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Patrick Henry: First Among Patriots Hardcover – November 22, 2011

4.5 out of 5 stars 34 customer reviews

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Editorial Reviews


Richard Beeman, John Welsh Centennial Professor of History, University of Pennsylvania, and author of Plain, Honest Men: The Making of the American Constitution
“Thomas Kidd’s account of the life of Patrick Henry combines first-rate scholarship with a lively and elegant gift for story-telling.  It makes a powerful case for the Virginia orator’s pre-eminent role in the fight to limit central government power during the era of the Revolution and early republic.”

Wilfred M. McClay, SunTrust Chair of Excellence in Humanities, University of Tennessee at Chattanooga
“We’ve long needed this book, a fresh look at the life of Patrick Henry, the “forest-born Demosthenes” who became one of the most eminent of American patriots, and one of the greatest orators and phrasemakers of early American history. His historical reputation has suffered somewhat because of his opposition to the Constitution, but as Thomas Kidd shows in this vivid and lucid new biography, that judgment fails to do him justice. Indeed, his fears of the Constitution’s tendency toward consolidation and empire turned out to be well-founded, and the principal themes of his life, including his emphasis upon the cultivation of virtue and the protection of limited government, have never been more relevant. May this fine book lead to a long-overdue reconsideration of a great but neglected figure.”

Daniel L. Dreisbach, American University and author of Thomas Jefferson and the Wall of Separation Between Church and State
“Few characters of the American Revolution are more celebrated and, yet, less understood than Patrick Henry.  In this vivid portrait of the firebrand orator, Thomas S. Kidd scrapes away the myths and misconceptions that have long obscured our understanding of Henry, revealing a patriot of uncommon conviction, vision, and, yes, contradictions.  This engaging biography offers rich insights into not only Henry’s controversial life but also the tumultuous age and fractured society in which he lived – a world turned upside down by the cruel institution of slavery, religious revivals and disestablishment, a bitter separation from Great Britain, and the creation of a new nation.”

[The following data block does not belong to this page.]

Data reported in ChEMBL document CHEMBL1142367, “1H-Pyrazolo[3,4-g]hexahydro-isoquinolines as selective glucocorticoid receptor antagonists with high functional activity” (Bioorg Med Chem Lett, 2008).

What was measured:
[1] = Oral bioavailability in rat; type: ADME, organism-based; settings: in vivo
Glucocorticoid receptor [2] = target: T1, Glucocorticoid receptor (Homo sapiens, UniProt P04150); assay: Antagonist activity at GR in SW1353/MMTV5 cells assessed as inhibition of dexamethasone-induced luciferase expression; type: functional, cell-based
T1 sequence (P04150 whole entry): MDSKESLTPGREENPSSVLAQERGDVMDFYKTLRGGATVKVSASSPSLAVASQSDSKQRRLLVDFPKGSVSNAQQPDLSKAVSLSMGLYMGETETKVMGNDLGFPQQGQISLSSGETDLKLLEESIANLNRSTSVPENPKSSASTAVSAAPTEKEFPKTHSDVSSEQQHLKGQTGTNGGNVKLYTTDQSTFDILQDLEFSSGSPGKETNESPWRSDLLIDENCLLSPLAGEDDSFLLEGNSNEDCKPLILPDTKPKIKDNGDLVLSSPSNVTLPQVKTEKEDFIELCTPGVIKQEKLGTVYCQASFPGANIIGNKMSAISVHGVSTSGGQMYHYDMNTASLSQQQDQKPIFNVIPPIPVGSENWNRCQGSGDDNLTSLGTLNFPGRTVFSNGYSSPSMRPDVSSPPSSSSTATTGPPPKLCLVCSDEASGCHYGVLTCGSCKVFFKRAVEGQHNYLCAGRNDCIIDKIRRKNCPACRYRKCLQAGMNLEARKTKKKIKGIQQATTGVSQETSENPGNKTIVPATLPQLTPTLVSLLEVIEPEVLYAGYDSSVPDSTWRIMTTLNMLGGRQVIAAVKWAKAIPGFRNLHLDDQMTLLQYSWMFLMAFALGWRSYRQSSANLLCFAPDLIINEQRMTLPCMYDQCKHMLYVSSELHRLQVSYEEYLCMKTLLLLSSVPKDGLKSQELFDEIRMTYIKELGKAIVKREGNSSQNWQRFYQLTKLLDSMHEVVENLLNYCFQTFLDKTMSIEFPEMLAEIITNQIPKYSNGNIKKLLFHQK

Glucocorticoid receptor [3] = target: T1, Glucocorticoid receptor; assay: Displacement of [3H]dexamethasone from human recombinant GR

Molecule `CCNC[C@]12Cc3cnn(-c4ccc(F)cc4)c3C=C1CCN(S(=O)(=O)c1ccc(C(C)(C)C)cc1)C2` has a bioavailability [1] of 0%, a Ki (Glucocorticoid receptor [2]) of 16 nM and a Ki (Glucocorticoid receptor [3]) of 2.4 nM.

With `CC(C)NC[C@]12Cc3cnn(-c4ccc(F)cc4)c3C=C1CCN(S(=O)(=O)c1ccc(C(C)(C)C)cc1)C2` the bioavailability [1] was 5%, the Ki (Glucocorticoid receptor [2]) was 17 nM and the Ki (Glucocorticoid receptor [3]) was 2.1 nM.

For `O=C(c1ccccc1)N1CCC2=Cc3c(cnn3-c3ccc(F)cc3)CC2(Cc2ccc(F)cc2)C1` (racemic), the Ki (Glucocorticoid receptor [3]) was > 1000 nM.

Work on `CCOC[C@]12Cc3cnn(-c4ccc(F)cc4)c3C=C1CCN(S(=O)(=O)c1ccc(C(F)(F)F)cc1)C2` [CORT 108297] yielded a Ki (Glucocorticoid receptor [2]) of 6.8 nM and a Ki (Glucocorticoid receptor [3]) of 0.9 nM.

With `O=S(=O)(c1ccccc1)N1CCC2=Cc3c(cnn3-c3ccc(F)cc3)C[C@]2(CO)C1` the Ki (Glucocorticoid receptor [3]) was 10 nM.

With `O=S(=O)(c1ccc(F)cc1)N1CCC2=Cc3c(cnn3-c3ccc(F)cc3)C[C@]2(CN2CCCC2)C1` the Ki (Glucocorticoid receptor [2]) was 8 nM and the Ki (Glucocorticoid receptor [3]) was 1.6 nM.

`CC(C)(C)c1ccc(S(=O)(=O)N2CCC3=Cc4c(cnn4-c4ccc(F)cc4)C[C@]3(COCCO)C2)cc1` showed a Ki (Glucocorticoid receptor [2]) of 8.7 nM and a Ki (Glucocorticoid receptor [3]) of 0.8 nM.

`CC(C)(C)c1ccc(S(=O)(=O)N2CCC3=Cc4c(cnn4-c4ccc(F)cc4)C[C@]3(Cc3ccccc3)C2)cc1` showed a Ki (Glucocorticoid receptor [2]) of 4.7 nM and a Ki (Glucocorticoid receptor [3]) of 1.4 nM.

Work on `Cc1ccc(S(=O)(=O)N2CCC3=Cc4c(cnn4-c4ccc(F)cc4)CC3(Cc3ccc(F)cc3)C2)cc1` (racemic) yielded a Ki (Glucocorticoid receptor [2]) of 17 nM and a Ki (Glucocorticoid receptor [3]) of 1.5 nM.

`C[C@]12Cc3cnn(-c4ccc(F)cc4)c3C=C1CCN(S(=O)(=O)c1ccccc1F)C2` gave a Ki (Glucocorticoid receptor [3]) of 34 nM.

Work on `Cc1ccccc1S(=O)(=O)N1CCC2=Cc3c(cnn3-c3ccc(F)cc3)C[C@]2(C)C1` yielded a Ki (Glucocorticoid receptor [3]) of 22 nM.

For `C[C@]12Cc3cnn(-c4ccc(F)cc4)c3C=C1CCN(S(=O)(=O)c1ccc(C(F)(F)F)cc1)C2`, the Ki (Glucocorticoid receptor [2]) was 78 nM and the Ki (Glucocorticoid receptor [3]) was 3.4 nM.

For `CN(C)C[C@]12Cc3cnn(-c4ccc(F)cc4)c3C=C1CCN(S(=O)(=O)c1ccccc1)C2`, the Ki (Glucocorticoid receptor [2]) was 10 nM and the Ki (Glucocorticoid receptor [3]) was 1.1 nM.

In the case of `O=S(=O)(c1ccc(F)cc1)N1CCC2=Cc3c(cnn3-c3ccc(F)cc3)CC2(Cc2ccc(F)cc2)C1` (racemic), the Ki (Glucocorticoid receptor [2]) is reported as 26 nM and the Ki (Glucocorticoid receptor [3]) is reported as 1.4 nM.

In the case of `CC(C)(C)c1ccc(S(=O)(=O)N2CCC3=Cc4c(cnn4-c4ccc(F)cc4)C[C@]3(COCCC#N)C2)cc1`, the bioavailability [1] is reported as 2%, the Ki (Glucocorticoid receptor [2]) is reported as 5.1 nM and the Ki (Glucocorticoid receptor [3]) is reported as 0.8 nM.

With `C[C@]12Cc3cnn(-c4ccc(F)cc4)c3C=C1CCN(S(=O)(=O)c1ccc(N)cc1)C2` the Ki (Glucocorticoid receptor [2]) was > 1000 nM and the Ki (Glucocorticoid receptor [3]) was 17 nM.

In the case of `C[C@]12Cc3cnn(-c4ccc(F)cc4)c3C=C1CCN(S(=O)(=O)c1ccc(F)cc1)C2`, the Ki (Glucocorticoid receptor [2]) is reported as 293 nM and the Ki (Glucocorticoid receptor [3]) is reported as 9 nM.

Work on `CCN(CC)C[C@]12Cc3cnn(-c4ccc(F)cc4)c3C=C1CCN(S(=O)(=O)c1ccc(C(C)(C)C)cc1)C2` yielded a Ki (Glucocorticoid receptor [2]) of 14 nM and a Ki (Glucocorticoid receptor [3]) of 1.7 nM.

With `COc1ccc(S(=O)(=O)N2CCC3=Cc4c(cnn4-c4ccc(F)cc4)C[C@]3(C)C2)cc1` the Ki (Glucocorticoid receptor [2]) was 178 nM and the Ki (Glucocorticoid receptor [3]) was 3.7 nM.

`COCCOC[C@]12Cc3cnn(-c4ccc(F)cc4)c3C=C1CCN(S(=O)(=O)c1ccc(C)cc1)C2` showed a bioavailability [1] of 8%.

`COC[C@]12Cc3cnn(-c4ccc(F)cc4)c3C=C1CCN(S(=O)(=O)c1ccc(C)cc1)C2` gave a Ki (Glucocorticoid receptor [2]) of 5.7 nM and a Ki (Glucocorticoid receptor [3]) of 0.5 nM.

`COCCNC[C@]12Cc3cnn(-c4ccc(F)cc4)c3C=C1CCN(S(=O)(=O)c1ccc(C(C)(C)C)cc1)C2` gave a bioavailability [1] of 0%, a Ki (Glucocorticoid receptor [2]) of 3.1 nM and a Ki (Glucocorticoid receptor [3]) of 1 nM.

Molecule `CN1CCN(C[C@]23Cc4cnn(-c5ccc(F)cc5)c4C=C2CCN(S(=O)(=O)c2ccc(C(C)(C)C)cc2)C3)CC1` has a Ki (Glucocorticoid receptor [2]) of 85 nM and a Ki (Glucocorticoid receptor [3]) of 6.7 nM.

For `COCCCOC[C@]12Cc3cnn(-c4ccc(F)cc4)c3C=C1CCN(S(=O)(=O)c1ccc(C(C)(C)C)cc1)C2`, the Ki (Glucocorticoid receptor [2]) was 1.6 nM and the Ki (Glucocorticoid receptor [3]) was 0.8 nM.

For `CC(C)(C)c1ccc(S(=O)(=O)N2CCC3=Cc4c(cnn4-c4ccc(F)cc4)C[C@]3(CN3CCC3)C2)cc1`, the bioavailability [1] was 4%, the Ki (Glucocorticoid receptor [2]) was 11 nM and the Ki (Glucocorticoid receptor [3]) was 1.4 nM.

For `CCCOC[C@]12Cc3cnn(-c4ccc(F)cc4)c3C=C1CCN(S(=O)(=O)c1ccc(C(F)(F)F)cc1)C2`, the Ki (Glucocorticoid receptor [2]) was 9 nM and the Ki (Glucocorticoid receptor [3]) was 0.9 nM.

Mark Noll, Francis A. McAnaney Professor of History, University of Notre Dame, and author of America’s God: From Jonathan Edwards to Abraham Lincoln
“Patrick Henry is well known for crying ‘Give me liberty or give me death’ at a crucial moment in the struggle for American independence.  This well-researched biography shows that there was a great deal more to this strangely neglected founding father.  Thomas Kidd is especially compelling on why Henry’s life-long devotion to liberty could never move him to free his own slaves and why that same devotion led him to OPPPOSE the United States Constitution of 1787.  The book is accessible history at its best.”

“Kidd’s biography awakens us to the depths of Henry’s devotion to liberty and small government.”

Publishers Weekly
“[A] lively portrait...Kidd skillfully traces Henry’s rise from a young farm boy in Virginia to a political figure whose passionate support of liberty won him the friendship of Washington, Jefferson, and Madison.... Kidd’s passionate biography offers compelling new insights into the life of one of America’s most beloved figures.”

“An easily digestible tribute to an important and still-controversial American icon.”

History Book Club
“Although Patrick Henry is not a thick biography, it is a life and times biography. Thus Thomas Kidd usefully situates Henry in the larger fascinating issues of his time in a book that is a pleasure to read.”

Library Journal
“Kidd convincingly explains that the popul

About the Author

An Associate Professor of History at Baylor University, winner of a 2006–2007 National Endowment for the Humanities Fellowship, and author of numerous books on American religious history, Thomas S. Kidd lives in Waco, Texas.

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Product Details

  • Hardcover: 320 pages
  • Publisher: Basic Books; 1St Edition edition (November 22, 2011)
  • Language: English
  • ISBN-10: 046500928X
  • ISBN-13: 978-0465009282
  • Product Dimensions: 6.1 x 1 x 9.2 inches
  • Shipping Weight: 12 ounces (View shipping rates and policies)
  • Average Customer Review: 4.5 out of 5 stars  See all reviews (34 customer reviews)
  • Amazon Best Sellers Rank: #519,914 in Books (See Top 100 in Books)

Customer Reviews

Top Customer Reviews

Format: Hardcover Verified Purchase